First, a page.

An examination of the Physician’s Report (Annex A, Petition) fails to lend support to the respondent Commission’s disbelief in the alleged illness of the petitioner. In Item No. 12 of the Physician’s Report, it is stated that Dr. Brigido Legaspi first administered treatment to the petitioner on May 23, 1973. If Dr. Legaspi was able to treat the petitioner on May 23, 1973, then it can be assumed that he made the necessary physical examination — on said petitioner before giving him any treatment. At that time he must have known that he was suffering from pulmonary tuberculosis. It is contended by respondent that the Physician’s Report is inadequate to show that the illness of petitioner was aggravated by the nature of his employment. Thus, he explains that in answer to Question No. 9" (a)" Was the injury or illness caused by accident due to and in pursuance of the employment?" The petitioner answered "NO" and to Question No. 9" (b)" or the result of the nature of such employment, he did not give any answer. There was also no answer to Question No. 10" (b)" or the result of the nature of such employment. But to the Question No. 10" (c)" or aggravated by the employment, the answer of the Physician is "Yes." This clearly indicates that the physician himself was convinced that the illness of petitioner was aggravated by the employment. Certainly such observation deserves credit even in the alleged absence of an X-ray examination attached thereto. But the force of logic dictates that where the Physician’s Report states: "PTB active, Moderately advanced, right, Far Advanced, Left", the same could have been arrived at only based on an X-ray examination.

The petitioner faulted the respondent Commission in not finding that he has been absent due to illness before October 2, 1973. According to respondent the petitioner has not shown that he was absent from his job due to illness before he stopped working on October 2, 1973. This is, however, contrary to what the petitioner claims in his affidavit which respondent fails to rebut:jgc:chanrobles.com.ph

"20. That from May 23, 1973, when I began not to feel well and experienced weakness, up to October 31, 1973, may attendance in my work with the Liberty Manufacturing Corporation was irregular and to the best of my knowledge, I was absent from work in the following periods:chanrob1es virtual 1aw library

a) May 23, 1973 to July 20, 1973 when I was under the care of Dr. Brigido Legaspi.

b) A 2-weeks absence in August, 1973;

c) A 2-weeks absence in September, 1973.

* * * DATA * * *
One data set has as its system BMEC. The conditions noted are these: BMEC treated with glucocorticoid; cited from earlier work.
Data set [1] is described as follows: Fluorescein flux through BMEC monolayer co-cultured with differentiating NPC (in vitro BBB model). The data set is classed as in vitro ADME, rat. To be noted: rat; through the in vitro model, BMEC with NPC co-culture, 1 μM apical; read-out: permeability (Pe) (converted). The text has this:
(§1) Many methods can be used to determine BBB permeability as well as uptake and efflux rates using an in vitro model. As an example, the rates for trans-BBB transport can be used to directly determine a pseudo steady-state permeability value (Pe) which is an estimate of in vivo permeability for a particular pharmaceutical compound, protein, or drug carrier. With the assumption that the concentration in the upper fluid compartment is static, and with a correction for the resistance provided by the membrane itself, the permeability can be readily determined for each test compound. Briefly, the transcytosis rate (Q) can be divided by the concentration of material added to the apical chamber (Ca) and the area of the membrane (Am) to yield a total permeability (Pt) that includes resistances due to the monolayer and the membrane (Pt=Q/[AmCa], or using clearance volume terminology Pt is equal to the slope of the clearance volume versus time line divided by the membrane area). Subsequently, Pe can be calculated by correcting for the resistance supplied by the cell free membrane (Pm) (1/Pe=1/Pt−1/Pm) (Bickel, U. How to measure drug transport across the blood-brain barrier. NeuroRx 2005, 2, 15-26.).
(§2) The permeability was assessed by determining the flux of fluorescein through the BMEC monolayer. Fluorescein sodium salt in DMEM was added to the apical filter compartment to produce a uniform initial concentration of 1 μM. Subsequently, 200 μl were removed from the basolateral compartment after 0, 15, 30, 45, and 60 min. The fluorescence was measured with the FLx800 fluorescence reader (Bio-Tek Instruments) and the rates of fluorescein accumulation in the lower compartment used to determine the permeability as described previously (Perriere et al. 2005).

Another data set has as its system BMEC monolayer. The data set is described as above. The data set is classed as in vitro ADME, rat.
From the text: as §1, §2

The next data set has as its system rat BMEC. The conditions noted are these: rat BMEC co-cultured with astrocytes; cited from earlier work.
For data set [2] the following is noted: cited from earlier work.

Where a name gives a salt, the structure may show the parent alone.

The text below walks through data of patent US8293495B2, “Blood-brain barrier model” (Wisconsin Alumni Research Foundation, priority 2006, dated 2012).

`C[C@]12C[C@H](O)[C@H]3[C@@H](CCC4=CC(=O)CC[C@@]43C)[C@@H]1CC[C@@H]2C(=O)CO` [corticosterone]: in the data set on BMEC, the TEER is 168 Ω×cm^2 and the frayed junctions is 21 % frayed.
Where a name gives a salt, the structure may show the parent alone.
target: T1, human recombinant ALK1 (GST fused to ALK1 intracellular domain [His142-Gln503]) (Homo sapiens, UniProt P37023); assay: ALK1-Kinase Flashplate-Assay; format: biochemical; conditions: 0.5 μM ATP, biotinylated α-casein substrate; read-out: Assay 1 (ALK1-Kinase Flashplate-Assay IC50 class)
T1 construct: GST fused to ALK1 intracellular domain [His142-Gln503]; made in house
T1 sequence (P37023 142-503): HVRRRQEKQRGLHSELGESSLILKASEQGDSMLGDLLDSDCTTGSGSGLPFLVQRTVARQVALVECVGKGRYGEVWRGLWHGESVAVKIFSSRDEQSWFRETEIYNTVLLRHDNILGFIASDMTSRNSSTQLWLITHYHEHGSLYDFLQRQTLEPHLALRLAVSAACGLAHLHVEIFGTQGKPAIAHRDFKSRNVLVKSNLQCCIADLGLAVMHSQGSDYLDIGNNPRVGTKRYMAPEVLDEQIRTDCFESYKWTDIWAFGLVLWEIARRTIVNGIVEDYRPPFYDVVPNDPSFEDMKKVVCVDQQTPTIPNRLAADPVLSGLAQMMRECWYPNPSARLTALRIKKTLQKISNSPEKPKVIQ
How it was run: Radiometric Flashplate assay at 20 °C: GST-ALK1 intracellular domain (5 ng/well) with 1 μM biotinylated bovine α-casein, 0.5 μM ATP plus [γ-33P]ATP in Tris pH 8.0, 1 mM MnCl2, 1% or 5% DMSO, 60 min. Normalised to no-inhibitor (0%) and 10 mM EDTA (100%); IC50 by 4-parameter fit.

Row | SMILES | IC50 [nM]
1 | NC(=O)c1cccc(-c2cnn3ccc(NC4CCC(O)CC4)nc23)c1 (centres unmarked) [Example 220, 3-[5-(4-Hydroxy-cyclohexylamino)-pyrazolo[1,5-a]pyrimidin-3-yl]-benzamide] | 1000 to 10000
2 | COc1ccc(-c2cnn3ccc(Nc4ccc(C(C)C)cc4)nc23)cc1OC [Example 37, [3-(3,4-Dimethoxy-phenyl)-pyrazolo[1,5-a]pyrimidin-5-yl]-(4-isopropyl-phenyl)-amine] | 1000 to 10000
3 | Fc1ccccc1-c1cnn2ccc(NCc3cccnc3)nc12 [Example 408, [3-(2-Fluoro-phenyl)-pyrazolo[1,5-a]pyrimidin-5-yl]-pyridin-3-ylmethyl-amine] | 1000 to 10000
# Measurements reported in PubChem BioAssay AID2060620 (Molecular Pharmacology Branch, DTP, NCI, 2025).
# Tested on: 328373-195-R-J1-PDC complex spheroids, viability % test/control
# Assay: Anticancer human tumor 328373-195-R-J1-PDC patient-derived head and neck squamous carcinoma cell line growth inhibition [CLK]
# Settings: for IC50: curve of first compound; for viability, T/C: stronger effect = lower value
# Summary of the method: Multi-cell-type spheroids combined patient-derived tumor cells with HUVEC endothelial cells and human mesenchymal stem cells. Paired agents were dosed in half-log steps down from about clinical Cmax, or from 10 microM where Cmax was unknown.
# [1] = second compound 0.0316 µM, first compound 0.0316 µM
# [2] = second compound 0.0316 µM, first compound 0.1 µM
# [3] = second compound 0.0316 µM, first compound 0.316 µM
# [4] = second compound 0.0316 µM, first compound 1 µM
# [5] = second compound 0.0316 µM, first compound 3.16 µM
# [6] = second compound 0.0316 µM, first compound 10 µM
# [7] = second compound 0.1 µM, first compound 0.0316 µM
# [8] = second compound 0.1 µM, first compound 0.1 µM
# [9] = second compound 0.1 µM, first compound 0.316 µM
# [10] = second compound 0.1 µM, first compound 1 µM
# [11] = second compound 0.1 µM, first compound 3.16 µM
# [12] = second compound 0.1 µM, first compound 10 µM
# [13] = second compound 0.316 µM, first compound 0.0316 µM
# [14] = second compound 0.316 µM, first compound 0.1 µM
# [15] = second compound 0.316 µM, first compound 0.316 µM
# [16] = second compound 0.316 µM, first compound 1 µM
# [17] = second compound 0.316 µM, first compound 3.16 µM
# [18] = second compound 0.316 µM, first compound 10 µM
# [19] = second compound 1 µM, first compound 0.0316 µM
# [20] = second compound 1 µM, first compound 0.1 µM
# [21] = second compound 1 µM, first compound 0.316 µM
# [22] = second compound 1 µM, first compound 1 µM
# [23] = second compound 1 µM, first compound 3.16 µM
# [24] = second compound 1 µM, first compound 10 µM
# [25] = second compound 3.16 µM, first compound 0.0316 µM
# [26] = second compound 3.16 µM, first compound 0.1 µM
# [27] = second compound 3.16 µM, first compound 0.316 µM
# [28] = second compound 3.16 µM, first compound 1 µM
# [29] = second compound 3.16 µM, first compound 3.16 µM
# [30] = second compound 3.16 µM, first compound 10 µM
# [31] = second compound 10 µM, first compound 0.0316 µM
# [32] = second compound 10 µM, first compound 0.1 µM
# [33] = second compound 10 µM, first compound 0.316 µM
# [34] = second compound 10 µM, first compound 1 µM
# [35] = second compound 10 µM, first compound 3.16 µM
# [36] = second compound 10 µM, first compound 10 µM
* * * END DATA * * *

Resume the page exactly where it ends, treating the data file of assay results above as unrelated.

d) The whole month of October, 1973."cralaw virtua1aw library

His absences from work as shown in his sworn statement show that he had been irregular in his attendance due to his illness at the time. Considering the nature of his work which consists of the following:jgc:chanrobles.com.ph

"3. . . .

a) Clean, dis-assemble, re-assemble, and repair old or used and defective water-meters if clean and test new defective water-meters if they are functioning or not;

b) After dis-assembling the components of the water-meter, they are dipped (including the body casing) in a sulphuric acid solution to force out the dirt, dust and rusts that have adhered or accumulated to these component parts, and if this is not enough they are again dipped in the stronger muriatic acid solution:chanrob1es virtual 1aw library

c) Thereafter, the component parts are dried and re-assembled;

d) The re-assembled water-meter is then tested if it works or not;

4. That the testing of each water-meter re-assembled is done by blowing with some force with mouth in contact with the inlet of the instrument and hear if the rotating component inside rotates as indicated by the whirling sound inside and if there is no whirling sound, the instrument must have to be blown harder. This blowing is repeated until the whirling sound is heard;

5. That in blowing these re-assembled water-meters the effects of the sulphuric acid and muriatic acid are felt and somehow small particles of dusts, dirts, and rusts are inhaled during the process and this cannot be avoided because this is the only way by which the water-meters could be tested if it is functioning or not;" (Affidavit of Rolando Flores, Annex "B" Petition).

there is every reason to expect that all these could aggravate his illness. 2

But it is insisted by the respondent Commission that "granting without conceding that he was really sick, the fact that he has voluntarily retired as shown in his letter of resignation, prevents him from claiming compensation benefits" invoking the ruling of the Supreme Court in the Alatco case. 3

In Alatco, this Court held:jgc:chanrobles.com.ph